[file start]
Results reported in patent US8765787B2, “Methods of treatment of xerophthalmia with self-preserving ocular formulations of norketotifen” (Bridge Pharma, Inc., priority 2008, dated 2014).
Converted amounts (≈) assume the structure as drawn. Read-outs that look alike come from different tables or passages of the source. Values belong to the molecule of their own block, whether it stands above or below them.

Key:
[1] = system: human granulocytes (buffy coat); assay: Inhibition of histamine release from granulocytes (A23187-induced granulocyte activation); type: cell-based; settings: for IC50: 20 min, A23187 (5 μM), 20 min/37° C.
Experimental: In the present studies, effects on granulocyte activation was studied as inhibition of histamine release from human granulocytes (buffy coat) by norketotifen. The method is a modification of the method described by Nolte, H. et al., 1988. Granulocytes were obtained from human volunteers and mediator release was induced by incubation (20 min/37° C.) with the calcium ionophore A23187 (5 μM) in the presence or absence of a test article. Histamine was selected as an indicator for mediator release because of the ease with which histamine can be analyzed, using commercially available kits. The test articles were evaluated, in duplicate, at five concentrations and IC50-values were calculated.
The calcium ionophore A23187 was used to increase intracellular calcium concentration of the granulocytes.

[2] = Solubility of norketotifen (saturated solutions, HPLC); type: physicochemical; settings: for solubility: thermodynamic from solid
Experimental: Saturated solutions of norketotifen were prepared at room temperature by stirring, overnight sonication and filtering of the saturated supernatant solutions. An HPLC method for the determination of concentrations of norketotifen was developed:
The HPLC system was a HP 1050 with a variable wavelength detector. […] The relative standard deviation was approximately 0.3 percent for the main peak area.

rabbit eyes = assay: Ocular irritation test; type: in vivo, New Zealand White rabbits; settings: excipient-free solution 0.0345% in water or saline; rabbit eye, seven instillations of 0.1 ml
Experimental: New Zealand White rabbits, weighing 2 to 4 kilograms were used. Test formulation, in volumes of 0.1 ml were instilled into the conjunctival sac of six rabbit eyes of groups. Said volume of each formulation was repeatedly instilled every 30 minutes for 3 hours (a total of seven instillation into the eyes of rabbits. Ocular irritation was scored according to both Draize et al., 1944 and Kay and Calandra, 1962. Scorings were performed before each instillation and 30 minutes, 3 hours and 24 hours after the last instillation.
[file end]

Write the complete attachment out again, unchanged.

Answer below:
Results reported in patent US8765787B2, “Methods of treatment of xerophthalmia with self-preserving ocular formulations of norketotifen” (Bridge Pharma, Inc., priority 2008, dated 2014).
Converted amounts (≈) assume the structure as drawn. Read-outs that look alike come from different tables or passages of the source. Values belong to the molecule of their own block, whether it stands above or below them.

Key:
[1] = system: human granulocytes (buffy coat); assay: Inhibition of histamine release from granulocytes (A23187-induced granulocyte activation); type: cell-based; settings: for IC50: 20 min, A23187 (5 μM), 20 min/37° C.
Experimental: In the present studies, effects on granulocyte activation was studied as inhibition of histamine release from human granulocytes (buffy coat) by norketotifen. The method is a modification of the method described by Nolte, H. et al., 1988. Granulocytes were obtained from human volunteers and mediator release was induced by incubation (20 min/37° C.) with the calcium ionophore A23187 (5 μM) in the presence or absence of a test article. Histamine was selected as an indicator for mediator release because of the ease with which histamine can be analyzed, using commercially available kits. The test articles were evaluated, in duplicate, at five concentrations and IC50-values were calculated.
The calcium ionophore A23187 was used to increase intracellular calcium concentration of the granulocytes.

[2] = Solubility of norketotifen (saturated solutions, HPLC); type: physicochemical; settings: for solubility: thermodynamic from solid
Experimental: Saturated solutions of norketotifen were prepared at room temperature by stirring, overnight sonication and filtering of the saturated supernatant solutions. An HPLC method for the determination of concentrations of norketotifen was developed:
The HPLC system was a HP 1050 with a variable wavelength detector. […] The relative standard deviation was approximately 0.3 percent for the main peak area.

rabbit eyes = assay: Ocular irritation test; type: in vivo, New Zealand White rabbits; settings: excipient-free solution 0.0345% in water or saline; rabbit eye, seven instillations of 0.1 ml
Experimental: New Zealand White rabbits, weighing 2 to 4 kilograms were used. Test formulation, in volumes of 0.1 ml were instilled into the conjunctival sac of six rabbit eyes of groups. Said volume of each formulation was repeatedly instilled every 30 minutes for 3 hours (a total of seven instillation into the eyes of rabbits. Ocular irritation was scored according to both Draize et al., 1944 and Kay and Calandra, 1962. Scorings were performed before each instillation and 30 minutes, 3 hours and 24 hours after the last instillation.